the other locusts and the locust swarm—
my great army that I sent among you.
You will have plenty to eat, until you are full,
and you will praise the name of the Lord your God,
who has worked wonders for you;
never again will my people be shamed.

All that has been lost will be restored. It will not be–cannot be–erased, our wounds and the wounds of the world will not simply disappear. But there will be a truer restoration than anything we have heretofore known. The true peace. More than not-war, more than inner calm; true peace is deep and abiding relational harmony. As in positive peace, the correcting of systemic violence (which is injustice in any form).

That, at least, was the theme of the sermon at church this past week. That the peace so many seek comes less from within and more from doing right by one another. To paraphrase loosely, we do peace by taking care of those around us, in large and small ways. As I have said before, and the lyricist of Good King Wenceslas said before even that, “Ye who now will bless the poor, shall yourselves find blessing.” As a matter of fact, rereading that post, I am just impressed with how well it’s held up. It’s a good one and it explains what I like about that song really well, if I do say so myself. Which I do.

Anyway. The point is this: in the midst of the despair of pain and death and things literally called ‘crimes against humanity,’ there is something else as well. Something, as Samwise would say, worth fighting for. And it is in the fighting that we fan the ember of hope into flame.

There is precious little we can do about the enormity of the problems facing our world. But, I believe, we are called to face them nonetheless. It is not said, ‘Blessed are the peaceful.’ It is said, ‘Blessed are the peacemakers.’

May we all make peace as we can.

My Cup with Blessings Overflows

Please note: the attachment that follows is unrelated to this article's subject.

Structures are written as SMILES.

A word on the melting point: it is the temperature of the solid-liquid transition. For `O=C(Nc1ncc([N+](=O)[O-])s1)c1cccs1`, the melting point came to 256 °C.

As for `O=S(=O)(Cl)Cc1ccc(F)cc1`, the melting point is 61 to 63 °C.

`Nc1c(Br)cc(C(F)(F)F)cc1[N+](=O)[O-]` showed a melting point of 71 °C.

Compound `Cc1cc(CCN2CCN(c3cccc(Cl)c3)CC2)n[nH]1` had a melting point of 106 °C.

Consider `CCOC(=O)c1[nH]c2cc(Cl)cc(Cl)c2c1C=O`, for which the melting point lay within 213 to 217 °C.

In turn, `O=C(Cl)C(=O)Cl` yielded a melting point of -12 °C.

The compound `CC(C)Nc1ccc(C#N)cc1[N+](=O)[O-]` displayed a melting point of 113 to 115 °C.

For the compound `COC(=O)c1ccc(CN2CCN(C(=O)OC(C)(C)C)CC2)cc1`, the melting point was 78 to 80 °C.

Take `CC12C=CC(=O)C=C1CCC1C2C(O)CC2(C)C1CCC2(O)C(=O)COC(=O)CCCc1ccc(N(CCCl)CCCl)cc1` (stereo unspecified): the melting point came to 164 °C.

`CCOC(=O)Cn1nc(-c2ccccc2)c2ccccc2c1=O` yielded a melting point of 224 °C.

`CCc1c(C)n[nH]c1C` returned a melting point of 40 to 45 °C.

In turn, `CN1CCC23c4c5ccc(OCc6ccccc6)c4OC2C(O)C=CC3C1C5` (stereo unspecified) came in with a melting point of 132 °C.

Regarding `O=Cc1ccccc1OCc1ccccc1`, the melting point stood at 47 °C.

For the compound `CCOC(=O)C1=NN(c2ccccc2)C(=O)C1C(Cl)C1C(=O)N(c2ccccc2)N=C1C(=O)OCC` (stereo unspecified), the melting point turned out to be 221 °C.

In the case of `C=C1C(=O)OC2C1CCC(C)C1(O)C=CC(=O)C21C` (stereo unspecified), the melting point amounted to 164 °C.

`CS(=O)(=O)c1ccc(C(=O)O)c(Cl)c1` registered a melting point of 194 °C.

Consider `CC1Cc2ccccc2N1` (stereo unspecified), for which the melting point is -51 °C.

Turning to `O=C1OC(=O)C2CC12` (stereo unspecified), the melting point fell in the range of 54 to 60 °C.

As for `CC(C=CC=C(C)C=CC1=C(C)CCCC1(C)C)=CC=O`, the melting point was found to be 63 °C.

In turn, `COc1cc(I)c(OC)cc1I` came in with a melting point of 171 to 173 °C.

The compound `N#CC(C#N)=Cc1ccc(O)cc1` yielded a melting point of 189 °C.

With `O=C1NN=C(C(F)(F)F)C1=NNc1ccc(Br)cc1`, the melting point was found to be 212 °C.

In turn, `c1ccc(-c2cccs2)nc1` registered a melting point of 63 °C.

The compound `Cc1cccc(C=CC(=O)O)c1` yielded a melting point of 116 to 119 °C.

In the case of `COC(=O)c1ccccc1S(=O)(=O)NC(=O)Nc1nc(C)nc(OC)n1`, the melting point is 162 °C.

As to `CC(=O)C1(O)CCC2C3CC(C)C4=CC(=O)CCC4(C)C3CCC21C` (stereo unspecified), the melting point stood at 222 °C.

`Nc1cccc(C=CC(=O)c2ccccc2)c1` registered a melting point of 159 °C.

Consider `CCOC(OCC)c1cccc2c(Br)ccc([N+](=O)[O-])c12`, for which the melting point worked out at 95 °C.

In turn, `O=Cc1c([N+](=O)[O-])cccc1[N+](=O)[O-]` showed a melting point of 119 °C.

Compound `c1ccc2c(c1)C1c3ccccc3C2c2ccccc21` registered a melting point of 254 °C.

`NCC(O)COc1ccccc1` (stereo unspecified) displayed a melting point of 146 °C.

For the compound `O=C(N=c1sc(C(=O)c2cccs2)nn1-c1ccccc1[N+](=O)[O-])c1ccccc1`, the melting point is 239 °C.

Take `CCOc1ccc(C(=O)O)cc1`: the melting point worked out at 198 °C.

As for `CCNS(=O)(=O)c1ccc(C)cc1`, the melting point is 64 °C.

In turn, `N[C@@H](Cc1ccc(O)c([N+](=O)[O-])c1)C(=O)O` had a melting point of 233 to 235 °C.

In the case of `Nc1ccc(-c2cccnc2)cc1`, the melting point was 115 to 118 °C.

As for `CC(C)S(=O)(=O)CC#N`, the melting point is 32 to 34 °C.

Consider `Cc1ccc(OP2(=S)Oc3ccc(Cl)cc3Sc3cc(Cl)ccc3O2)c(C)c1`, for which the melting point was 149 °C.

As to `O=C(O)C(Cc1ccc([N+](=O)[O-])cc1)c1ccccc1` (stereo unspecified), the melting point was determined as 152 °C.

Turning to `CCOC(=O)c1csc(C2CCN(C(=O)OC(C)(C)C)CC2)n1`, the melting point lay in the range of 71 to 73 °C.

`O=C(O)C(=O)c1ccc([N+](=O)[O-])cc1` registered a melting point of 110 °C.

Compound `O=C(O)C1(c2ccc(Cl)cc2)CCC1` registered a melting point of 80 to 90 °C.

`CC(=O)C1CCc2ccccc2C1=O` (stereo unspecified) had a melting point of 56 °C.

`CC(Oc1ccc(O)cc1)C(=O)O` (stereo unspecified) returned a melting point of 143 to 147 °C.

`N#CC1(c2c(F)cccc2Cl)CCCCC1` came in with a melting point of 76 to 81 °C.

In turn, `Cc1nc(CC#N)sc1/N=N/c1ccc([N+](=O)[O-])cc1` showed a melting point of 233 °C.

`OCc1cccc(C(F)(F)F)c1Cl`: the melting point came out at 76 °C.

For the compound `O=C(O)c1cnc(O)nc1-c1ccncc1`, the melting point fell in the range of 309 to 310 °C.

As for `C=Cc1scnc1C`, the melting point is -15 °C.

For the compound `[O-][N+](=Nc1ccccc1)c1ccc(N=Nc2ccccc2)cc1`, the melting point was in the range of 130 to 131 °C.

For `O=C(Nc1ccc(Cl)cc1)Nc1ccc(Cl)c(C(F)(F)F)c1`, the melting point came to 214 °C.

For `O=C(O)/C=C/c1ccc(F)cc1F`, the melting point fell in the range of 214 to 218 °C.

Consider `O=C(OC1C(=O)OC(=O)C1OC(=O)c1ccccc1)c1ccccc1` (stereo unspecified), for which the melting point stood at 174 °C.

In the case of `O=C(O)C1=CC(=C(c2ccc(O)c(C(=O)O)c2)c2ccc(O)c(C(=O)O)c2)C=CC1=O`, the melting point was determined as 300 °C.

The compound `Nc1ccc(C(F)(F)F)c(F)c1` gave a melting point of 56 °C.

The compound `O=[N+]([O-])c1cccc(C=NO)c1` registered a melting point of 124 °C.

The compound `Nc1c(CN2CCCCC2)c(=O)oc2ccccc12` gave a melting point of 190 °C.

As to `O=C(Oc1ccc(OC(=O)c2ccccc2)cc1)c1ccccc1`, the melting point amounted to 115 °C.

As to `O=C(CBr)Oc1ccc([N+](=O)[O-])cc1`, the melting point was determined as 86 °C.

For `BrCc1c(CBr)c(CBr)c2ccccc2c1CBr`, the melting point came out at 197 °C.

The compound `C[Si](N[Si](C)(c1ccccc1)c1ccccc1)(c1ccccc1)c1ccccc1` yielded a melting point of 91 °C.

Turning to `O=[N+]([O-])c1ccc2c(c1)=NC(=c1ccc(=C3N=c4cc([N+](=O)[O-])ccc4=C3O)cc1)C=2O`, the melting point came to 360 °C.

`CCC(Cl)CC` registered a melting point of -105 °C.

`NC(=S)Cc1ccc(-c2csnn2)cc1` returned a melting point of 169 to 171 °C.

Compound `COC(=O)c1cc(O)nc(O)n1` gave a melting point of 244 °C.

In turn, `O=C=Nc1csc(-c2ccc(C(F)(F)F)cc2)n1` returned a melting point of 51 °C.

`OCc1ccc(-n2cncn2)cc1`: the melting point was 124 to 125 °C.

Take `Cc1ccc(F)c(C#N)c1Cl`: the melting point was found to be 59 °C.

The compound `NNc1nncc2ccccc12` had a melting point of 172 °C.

Attitude of gratitude is a very annoying and trite hinkety-pinkety and even so, I have started this post with it. Because it matters, though saying it aloud makes me want to cringe into nothingness.

My last couple posts haven’t been particularly uplifting. And that’s okay, it’s not my job to be uplifting. But it is tiresome to be always serious and sad. This post will be neither serious nor sad. To prove it, I will share this with you:

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Such cuties.

Anyway. Winter is well under way here in chilly Michigan. We received around six inches of snow early Sunday morning which would have had me prancing with glee had I not had to drive to Traverse City–the first one off campus, little Pádraig doing his best to get us through and over and around. He performed admirably, no major mishaps  though the roads, even where I wasn’t the first driver on them, were having a tough time.

Putting the couple touchy moments aside, the snow has been lovely. No falls for me thus far, no spills, no outtakes of any kind. I’ve got my equipment and I’m ready to take it all on.

And I’ve got to tell you that, while Michigan nature isn’t my usual, it can still really do it for me.

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Cozy inside, snowy outside, contented all around. Or at least doing alright.

Tonight is The Feast, which I expect will be nice. Everyone at school wears their fancy dress, we have a meal together, and then there’s an cooperative arts performance. Should be good fun, hopefully.

And then, get this: I have a week off! I just had a week off in October! And I’ll have more in December and January! So much vacation! I don’t want to rub it in anyone’s face but after Korea, it feels so nice to have actual, for real time off!

I think I might take a day trip to Cheboygan because a) it’s very fun to say b) it’s on Lake Huron which I haven’t seen yet and c) variety is the spice of life. If you are a Michigan person, feel free to advise me on other places to visit. At some point, I’ll go up the the Upper Peninsula again so I can see Lake Superior. Not sure where else in Michigan I’ll end up seeing.

All this to say, as appropriate for this time of year: things are nice and I’m feeling very blessed just in my general existence. Not sure exactly what Thanksgiving plans will be but there have been rumors of a few other house parents sticking around and we might do something all together. I’d be all about that. Making friends and stuff, I guess.

Also. I’ve found a super-simple recipe for pumpkin pie (yes, even more simple than usual) and I’m excited to give it a go. Frozen pie crusts because let’s not get carried away (and also I don’t have a counter to roll out dough) but the filling will be all me. There’s maple syrup in it, so that’s fun. Yay baking!